Britney Spears loses court appeal to have father removed as conservator

Illustration for article titled Britney Spears loses court appeal to have father removed as conservator

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Today brings another troubling development in Britney Spears’ ongoing battle to have her father, Jamie Spears, removed as conservator. The Associated Press has the latest on the lengthy saga, which spurred a passionate #FreeBritney movement on social media and inspired countless Google searches of “what is a conservator?” Spears lost a court appeal to suspend her father’s conservatorship, which has given him ultimate control over his daughter’s career and finances for more than a decade. Los Angeles Superior Court Judge Brenda Penny rejected the appeal, but said that she would consider future appeals to suspend or remove Jamie’s conservatorship.

Spears’ attorney, Samuel D. Ingham III, says he intends to do just that. In the meantime, Judge Penny approved Bessemer Trust to serve as co-conservator alongside Jamie, per Britney Spears’ request. “My client has informed me that she is afraid of her father,” said Ingham. “She will not perform again if her father is in charge of her career.”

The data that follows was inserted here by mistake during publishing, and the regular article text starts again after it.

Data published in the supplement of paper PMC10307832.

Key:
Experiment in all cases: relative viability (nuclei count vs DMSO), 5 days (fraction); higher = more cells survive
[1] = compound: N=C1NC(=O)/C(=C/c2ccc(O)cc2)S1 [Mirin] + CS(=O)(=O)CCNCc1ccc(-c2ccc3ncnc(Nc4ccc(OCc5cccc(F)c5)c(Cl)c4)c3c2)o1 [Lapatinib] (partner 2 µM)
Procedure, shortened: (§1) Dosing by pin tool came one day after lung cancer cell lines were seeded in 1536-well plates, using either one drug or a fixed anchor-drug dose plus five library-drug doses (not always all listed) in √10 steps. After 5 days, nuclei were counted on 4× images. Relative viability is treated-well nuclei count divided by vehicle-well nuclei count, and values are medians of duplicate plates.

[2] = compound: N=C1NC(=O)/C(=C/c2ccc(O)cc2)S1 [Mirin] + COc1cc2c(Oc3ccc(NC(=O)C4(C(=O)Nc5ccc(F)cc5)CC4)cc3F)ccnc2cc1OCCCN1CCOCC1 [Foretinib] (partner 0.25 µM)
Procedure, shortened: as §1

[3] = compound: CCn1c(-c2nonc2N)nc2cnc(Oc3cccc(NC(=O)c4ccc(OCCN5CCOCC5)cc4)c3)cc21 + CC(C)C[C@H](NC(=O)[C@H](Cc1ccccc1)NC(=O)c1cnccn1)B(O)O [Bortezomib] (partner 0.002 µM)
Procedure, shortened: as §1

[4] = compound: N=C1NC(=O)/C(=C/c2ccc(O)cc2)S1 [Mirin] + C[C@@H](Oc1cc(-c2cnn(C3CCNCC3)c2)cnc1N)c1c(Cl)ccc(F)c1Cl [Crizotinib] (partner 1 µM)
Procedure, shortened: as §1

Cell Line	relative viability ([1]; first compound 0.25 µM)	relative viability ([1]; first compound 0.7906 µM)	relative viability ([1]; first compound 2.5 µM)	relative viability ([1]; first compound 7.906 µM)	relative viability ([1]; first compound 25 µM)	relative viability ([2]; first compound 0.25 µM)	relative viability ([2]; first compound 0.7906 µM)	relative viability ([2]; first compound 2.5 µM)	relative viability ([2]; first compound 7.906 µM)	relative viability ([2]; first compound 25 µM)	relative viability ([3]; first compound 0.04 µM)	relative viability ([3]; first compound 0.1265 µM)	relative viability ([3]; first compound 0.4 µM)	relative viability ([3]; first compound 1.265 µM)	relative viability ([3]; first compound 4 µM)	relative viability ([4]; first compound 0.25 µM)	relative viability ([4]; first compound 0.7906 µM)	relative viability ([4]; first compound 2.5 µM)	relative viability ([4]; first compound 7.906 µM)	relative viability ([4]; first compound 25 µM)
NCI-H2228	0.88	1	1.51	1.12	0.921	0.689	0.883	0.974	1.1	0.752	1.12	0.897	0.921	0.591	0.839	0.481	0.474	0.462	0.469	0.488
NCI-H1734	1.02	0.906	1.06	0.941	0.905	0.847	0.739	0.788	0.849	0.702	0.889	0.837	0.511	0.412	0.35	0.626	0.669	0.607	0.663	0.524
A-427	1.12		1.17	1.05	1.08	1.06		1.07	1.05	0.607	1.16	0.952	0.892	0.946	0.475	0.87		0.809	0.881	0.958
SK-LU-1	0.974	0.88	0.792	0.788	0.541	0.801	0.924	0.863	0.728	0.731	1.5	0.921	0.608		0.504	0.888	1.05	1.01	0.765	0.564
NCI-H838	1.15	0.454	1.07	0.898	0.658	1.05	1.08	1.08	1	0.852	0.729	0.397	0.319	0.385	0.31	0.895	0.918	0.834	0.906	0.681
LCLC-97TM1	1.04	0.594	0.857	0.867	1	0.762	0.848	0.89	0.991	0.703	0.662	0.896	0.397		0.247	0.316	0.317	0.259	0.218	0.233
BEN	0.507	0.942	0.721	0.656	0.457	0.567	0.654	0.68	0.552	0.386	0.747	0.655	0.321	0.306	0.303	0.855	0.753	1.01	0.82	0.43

Jamie Spears successfully took conservatorship over Britney’s estate in 2008, following the singer’s highly-publicized personal struggles. Such actions are fairly common and meant to protect the interests of those whose mental capacity may hinder them from taking care of themselves. But conservatorships are also intended to be temporary, which has made this case very unusual. Fans became increasingly concerned when Jamie Spears temporarily stepped down from the conservatorship due to illness, leading Britney to ask the court to make his replacement, Jodi Montgomery, permanent. This development, along with reports that Spears had not spoken with her father in years, further validated the #FreeBritney movement.

Of particular note is the aforementioned assurance from Spears’ attorney that his client will not perform again so long as her father retains control of the estate—we’re not legal experts or anything but that kind of sounds like what you might call a warning shot.

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